Lest We Forget


Every year on November 11, Canadians honour the men and women who have served, and fought for Canada in the First World War (1914-1918), the Second World War (1939-1945), and the Korean War (1950-1953), as well as those who have served since then. More than 1,500,000 Canadians have served, and more than 100,000 have died. They gave their lives and their futures so that we may live in peace. Today, take a moment and thank the Canadians who have given up their lives for your freedom.

Like the Kaarthikai Poo, the poppy is worn as a symbol of remembrance throughout the month as a reminder of the sacrifice of the veterans. The idea of using the poppy as a means to support wounded veterans was an idea brought on by a French woman, Madame E. Guérin, who suggested the idea to British Field-Marshall Earl Haig. The first of these poppies were distributed in Canada in November of 1921, and the tradition has continued in Canada ever since.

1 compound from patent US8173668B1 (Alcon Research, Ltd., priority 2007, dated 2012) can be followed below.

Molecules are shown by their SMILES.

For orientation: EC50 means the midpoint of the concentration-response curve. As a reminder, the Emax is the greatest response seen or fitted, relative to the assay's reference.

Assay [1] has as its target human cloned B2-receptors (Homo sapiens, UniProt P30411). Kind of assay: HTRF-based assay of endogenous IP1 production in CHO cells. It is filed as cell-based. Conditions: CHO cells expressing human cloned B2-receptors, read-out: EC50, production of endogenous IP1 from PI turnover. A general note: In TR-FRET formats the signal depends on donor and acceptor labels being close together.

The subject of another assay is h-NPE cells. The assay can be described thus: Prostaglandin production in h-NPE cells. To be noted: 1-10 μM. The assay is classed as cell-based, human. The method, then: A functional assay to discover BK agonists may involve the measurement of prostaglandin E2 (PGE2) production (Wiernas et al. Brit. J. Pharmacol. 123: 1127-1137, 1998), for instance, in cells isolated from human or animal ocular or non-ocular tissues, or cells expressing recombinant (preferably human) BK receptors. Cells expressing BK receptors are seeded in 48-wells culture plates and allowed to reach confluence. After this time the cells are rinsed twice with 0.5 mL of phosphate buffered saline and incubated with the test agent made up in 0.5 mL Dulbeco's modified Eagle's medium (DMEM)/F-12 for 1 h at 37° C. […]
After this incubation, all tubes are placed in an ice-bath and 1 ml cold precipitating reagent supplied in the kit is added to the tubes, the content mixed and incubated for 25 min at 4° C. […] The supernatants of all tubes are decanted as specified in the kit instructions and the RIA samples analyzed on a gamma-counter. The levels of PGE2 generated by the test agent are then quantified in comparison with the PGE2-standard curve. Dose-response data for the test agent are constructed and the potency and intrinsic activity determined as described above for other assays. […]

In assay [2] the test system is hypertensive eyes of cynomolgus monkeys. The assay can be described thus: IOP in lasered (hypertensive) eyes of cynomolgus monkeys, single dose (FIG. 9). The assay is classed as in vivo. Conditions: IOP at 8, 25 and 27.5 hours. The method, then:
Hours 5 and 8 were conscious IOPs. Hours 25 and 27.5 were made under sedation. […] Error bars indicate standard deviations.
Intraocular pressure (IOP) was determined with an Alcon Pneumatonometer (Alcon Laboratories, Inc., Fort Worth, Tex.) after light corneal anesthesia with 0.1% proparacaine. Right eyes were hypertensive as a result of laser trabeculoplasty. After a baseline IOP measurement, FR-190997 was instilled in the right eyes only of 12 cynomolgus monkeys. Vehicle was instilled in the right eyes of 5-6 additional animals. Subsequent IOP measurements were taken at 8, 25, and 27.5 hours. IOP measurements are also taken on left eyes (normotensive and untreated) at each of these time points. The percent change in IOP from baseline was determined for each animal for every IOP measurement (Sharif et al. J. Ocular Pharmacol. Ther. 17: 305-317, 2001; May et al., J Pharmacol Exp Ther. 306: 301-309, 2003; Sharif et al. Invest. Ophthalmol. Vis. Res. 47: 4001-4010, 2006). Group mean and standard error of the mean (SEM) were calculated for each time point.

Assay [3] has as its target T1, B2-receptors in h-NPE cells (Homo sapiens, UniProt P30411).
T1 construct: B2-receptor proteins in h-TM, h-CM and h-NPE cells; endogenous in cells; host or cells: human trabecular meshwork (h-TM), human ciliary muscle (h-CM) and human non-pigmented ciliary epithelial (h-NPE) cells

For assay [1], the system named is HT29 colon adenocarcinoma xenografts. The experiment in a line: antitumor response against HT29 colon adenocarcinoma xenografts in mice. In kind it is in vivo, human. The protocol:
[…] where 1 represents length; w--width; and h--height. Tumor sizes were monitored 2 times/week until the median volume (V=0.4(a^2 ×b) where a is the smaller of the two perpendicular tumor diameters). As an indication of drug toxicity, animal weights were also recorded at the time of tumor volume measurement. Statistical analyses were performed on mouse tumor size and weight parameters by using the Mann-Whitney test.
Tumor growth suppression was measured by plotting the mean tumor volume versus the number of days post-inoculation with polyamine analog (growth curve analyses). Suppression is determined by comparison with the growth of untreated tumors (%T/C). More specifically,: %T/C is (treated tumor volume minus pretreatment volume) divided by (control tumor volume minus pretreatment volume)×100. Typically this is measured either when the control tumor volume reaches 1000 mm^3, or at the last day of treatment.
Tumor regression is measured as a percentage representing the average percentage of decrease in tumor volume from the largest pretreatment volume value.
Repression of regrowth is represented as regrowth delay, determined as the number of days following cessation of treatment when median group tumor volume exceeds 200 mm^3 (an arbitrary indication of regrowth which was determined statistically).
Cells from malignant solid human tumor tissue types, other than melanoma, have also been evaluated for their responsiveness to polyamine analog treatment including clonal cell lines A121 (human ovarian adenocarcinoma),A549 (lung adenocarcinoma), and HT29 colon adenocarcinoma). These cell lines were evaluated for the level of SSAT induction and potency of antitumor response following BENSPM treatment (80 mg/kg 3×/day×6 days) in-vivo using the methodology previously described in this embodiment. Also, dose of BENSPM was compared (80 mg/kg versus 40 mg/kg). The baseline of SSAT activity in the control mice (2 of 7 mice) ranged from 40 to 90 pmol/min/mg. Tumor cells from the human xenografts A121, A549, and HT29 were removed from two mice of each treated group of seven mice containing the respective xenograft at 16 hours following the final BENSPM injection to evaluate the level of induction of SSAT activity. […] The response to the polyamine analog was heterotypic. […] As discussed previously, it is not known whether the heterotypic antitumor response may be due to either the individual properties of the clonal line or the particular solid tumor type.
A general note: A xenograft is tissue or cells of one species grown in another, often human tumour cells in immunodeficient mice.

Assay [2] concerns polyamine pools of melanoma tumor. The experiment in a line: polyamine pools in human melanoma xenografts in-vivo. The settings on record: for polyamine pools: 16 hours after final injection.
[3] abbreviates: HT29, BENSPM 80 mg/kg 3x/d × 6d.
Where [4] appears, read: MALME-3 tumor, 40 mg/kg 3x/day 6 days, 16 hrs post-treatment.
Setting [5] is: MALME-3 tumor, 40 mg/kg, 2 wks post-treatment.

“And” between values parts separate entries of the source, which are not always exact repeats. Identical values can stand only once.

All of us, growing up would have heard the heartfelt poem written by Lieutenant-Colonel John McCrae, a doctor serving with the Royal Canadian Army Medical Corps:

In Flanders Fields the poppies blow
Between the crosses, row on row,
That mark our place; and in the sky
The larks, still bravely singing, fly
Scarce heard amid the guns below.
John McCrae 11

The Canadian Tamil Youth Alliance encourages all its youth to take part in remembering and honouring the sacrifices of Canadian soldiers by wearing a poppy and taking part in the two minutes of silence on the 11th day, of the 11th month, of the 11th hour.

“Heroism is latent in every human soul – However humble or unknown, they (the veterans) have renounced what are accounted pleasures and cheerfully undertaken all the self-denials – privations, toils, dangers, sufferings, sicknesses, mutilations, life-” Joshua Lawrence Chamberlain


Veterans Affairs Canada (http://www.vac-acc.gc.ca/


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